The biggest increase noted from May to June concerns transport.
The increase in June was mainly due to soaring gasoline prices, which rose by 54 .6% in one year.
Although the Bank of Canada has announced several key rate increases in recent months, inflation continues to gallop in the country. Statistics Canada announced on Wednesday that the consumer price index (CPI) rose 8.1% in June year-on-year.
The consumer price index consumption continues to grow at a rate not seen in more than 40 years. Inflation in the country reached 7.7% in May and 6.8% in April.
The largest increase noted from May to June concerns transport (+2.2%). Statistics Canada cites the example of airline tickets, the price of which soared by 6.4% between May and June 2022. With the easing of public health restrictions and the #x27;travel craze in June, the cost of related services increased.
The federal study also reveals that the acceleration of inflation in June was mainly due to higher gasoline prices, which continue to rise.
Year-over-year, consumers paid 54.6% more for gasoline in June, after paying 48% more in May, Statistics Canada reports.
Excluding gasoline prices, the consumer price index rose 6.5% year over year in June, after increased by 6.3% in May, says the analysis.
Motor vehicle prices also continue to rise. Consumers must pay 8.2% more in June for their purchase compared to the same period last year. At issue: the shortage of semiconductor chips which is putting upward pressure on prices.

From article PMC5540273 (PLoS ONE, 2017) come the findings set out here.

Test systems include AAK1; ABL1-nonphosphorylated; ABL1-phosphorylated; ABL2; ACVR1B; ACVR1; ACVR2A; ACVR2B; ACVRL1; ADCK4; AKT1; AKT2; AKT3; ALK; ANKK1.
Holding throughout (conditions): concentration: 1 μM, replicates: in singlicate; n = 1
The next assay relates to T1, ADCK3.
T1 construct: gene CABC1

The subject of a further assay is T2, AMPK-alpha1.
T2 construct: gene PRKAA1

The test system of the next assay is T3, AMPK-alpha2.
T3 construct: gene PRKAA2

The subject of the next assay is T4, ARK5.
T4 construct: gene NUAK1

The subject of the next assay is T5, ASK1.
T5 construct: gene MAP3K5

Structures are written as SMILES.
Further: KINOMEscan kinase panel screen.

Start of the widget. Skip widget?End of widget. Back to top of widget?
Other sectors affected by inflation between May and June were Health & Personal Care (+0.3%), Leisure, Education & reading (+0.8%), clothing and footwear (+0.5%), as well as current expenditure, furniture and household equipment (+0.1%).
The price of food stabilized during the same period, as did that of alcoholic beverages and tobacco and recreational cannabis products, the study found.
In Quebec, the CPI increased by 8%, a slightly lower increase than the national average, but in the three Maritime provinces, the increase was above average: 9.3% in New Scotland, 9.1% in New Brunswick and 10.9% in Prince Edward Island.
Last week, the Bank of Canada upgraded its inflation forecast and said it expected prices to rise about 8% over the next few months. month.
In an interview on ICI RDI, economist Benoit Durocher explains the risk of setting Canada into an inflationary spiral. This phenomenon occurs when rising wages fuel rising prices. The Bank of Canada's aggressive monetary policy could defuse it, he says.
The good news is that the Bank of Canada is not sitting idly by, observes this senior economist of the Mouvement Desjardins. It is on the attack against inflation and it will eventually pay off.
The central bank has raised its key interest rate by 100 basis points. percentage on July 13, an exceptional measure aimed at avoiding an uncontrollable spike in prices.
With information from La Presse canadienne, and Reuters